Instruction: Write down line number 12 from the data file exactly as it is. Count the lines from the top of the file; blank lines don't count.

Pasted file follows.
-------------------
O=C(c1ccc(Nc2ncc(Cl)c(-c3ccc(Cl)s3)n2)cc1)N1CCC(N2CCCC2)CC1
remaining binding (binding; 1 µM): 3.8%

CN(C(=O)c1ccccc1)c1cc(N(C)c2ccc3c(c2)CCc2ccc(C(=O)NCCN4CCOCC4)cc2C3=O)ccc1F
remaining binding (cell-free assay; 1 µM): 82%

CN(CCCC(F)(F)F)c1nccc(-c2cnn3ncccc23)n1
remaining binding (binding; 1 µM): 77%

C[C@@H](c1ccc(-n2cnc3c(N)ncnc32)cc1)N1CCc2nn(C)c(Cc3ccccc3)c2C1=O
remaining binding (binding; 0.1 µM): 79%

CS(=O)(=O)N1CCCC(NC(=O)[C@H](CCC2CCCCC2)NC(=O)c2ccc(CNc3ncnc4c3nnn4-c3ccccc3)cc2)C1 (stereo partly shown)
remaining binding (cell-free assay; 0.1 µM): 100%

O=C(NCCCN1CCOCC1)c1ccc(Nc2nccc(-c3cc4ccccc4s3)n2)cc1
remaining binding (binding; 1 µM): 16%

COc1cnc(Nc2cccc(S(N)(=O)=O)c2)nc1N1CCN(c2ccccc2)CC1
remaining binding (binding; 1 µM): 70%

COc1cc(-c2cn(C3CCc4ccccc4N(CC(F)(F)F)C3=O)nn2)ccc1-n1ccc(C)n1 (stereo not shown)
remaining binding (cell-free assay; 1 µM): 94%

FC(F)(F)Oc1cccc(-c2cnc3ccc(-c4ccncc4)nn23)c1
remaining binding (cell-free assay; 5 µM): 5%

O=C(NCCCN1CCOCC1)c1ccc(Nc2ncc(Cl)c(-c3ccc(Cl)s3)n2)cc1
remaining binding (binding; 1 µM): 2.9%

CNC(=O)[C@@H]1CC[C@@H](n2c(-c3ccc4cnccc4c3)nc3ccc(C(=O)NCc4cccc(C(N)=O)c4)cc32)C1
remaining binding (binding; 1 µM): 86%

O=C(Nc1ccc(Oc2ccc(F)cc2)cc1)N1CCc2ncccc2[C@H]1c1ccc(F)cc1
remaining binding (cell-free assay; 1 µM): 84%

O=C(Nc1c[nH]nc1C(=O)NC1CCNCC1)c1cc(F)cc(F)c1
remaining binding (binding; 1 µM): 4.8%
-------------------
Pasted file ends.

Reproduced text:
remaining binding (binding; 1 µM): 16%